The HIP program came about because biologists and management professionals at both the state and federal level realized they didn't have an accurate number of migratory bird hunters.

"We could guess by the number of migratory bird - waterfowl hunting permits sold," Brunjes said. "But, those who purchase a senior/disabled license or a Sportsman's license get a permit with their license, whether they hunt migratory birds or not."

A similar situation exists for the federal migratory bird hunting permit, commonly called a duck stamp. Many purchase them to help with conservation of waterfowl, but don't hunt. You can also use a current duck stamp for free entry into national wildlife refuges that charge a daily use fee.

"Consequently, we didn't know how many birds were being harvested," Brunjes said. "The HIP survey gives us a tool to tell us how many hunters we have in Kentucky. It also shows us how many of each species is being harvested as well as the age and sex ratio of the harvested birds."

Completing the HIP survey allows the U.S. Fish and Wildlife Service to classify hunters into a sampling group based on the species hunted and the number of migratory birds harvested in order to get more comprehensive, voluntary information later.

"They may contact you via mail to participate in these surveys or they may ask you to participate in a wing collection survey," Brunjes said. "This information gives biologists at the state and federal level more accurate data to help better manage these populations."

Inconsistent data in Kentucky and across the nation usually means more conservative dove, duck and goose seasons.

The fluctuation in the daily duck bag limit for canvasback ducks over the past 10 to 12 years is an example of the impact of insufficient data. This data also showed a dove harvest estimate of about 633,000 birds in 2013, but only 255,000 birds last year. This wild fluctuation is likely rooted in inconsistent HIP data.

"It costs Kentucky hunters more opportunity afield," Brunjes said.

The HIP process is simple and it takes less than five minutes. On the Kentucky Fish and Wildlife webpage at, click on the "My Profile" tab on the upper left section of the page. This will bring you to a page that asks for some basic information to confirm your identity. After completing the HIP questions, you will receive a confirmation number that must be written on your hunting license or Kentucky Migratory Game Bird - Waterfowl Hunting Permit.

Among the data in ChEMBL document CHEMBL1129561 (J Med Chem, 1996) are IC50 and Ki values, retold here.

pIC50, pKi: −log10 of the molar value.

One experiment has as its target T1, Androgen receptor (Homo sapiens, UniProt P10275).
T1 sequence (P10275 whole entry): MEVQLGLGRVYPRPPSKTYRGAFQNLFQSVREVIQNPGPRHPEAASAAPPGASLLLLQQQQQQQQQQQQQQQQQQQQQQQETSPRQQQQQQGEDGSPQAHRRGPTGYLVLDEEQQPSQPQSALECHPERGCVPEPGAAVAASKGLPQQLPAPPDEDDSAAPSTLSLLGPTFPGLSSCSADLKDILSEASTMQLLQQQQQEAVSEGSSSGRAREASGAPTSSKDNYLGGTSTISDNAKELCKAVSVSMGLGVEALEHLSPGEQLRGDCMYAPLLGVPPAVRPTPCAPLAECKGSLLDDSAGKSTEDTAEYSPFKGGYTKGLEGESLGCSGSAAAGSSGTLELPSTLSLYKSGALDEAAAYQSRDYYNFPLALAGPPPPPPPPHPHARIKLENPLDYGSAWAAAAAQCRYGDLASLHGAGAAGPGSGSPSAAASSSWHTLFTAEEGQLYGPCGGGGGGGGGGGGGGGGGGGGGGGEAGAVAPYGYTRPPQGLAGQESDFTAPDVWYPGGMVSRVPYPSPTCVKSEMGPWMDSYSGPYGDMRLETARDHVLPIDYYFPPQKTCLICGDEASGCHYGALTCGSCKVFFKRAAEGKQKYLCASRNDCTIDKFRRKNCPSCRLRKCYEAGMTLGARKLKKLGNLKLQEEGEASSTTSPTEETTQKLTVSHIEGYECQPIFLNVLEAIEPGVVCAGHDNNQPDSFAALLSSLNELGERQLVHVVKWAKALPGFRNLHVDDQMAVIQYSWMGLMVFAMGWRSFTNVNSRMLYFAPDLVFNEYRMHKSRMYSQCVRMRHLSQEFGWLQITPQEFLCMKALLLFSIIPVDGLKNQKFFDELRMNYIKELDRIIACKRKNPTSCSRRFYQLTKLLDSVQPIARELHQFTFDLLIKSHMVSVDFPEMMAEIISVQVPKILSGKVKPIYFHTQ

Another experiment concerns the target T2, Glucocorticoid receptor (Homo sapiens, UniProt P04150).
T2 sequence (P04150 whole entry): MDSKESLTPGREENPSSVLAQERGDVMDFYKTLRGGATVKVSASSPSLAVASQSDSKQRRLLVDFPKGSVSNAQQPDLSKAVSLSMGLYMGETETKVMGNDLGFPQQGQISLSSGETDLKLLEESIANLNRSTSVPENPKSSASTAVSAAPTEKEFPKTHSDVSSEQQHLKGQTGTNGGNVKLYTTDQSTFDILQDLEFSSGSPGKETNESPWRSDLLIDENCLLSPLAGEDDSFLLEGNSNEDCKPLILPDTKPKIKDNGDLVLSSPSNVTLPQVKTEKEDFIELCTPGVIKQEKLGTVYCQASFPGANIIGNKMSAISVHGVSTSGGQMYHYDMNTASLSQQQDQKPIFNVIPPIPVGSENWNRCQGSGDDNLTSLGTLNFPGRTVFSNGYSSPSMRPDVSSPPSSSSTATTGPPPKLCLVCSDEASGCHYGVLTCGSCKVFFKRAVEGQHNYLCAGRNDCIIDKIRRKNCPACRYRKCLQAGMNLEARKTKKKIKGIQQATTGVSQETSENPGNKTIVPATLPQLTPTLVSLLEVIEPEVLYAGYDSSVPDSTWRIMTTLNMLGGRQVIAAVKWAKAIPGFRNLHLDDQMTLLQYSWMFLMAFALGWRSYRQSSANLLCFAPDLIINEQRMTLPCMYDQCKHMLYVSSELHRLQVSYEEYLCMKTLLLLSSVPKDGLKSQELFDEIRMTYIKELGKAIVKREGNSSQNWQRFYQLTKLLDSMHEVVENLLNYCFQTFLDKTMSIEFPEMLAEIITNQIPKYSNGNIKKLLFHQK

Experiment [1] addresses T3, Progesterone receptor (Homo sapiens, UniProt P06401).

When you purchase licenses and permits online, you are given the option to go to the My Profile page, via a box that appears on the screen. If you buy them from a license vendor or over the phone, you'll have to go the "My Profile" page to fill out the HIP questionnaire or call Kentucky Fish and Wildlife to complete it.

"We prefer hunters to do it online if possible," Brunjes said. "We want Kentucky hunters to have quality hunting in the future. That is why we need this important information now."

(Editor's note: Lee McClellan is a nationally award-winning associate editor for Kentucky Afield magazine, the official publication of the Kentucky Department of Fish and Wildlife Resources. He is a life-long hunter and angler, with a passion for smallmouth bass fishing.)

Demo derby racing slated for Sept. 12

Not sure what derby racing is?
Follow this link to YouTube to watch
a short video that explains it all.
It’s not a demolition derby, but it’s pretty close. Crittenden County Lions Club will be hosting a variety of circle track racing Sept. 12 at the fairground in Marion. Demolition derby cars will be racing – and bumping – in the feature event of the evening, which begins at 7 p.m. The cost for spectators is only $5, and the concession stand will be open.

Also racing will be four-cylinder “warrior” cars, stock cars and ATV/UTVs. Entry fees are only $40.

Entry details can be found at For more information on entering the races, contact Kenny Hardesty Jr. at (270) 704-2818 or Tim Cosby at (270) 704-9241.

Reception held for new Extension agents

A welcome reception for Dee Brasher and Thays Flores will be held from 2:30 to 5:30 p.m. Sept. 3 at the Crittenden County Cooperative Extension Service located at 1534 U.S. 60 E. in Marion. 

Brasher has been named the Agriculture and Natural Resources Agent, and Flores has been named as the Extension Agent for Family and Consumer Sciences. Both are expected to assume their new positions on Monday.